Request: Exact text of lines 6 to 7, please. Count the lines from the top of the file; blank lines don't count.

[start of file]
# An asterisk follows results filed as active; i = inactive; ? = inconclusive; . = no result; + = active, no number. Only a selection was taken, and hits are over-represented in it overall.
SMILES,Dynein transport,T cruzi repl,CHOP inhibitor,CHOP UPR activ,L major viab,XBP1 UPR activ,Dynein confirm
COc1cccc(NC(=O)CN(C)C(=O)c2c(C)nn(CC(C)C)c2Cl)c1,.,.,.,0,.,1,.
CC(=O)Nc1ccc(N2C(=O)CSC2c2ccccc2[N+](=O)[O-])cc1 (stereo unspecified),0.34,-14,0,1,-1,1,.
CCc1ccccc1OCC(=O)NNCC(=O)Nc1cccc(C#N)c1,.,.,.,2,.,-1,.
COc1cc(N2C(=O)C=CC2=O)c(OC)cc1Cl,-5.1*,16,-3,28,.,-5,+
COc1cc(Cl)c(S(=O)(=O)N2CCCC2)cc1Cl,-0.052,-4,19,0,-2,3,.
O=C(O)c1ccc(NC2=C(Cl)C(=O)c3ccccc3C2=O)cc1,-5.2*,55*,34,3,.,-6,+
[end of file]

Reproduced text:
COc1cc(N2C(=O)C=CC2=O)c(OC)cc1Cl,-5.1*,16,-3,28,.,-5,+
COc1cc(Cl)c(S(=O)(=O)N2CCCC2)cc1Cl,-0.052,-4,19,0,-2,3,.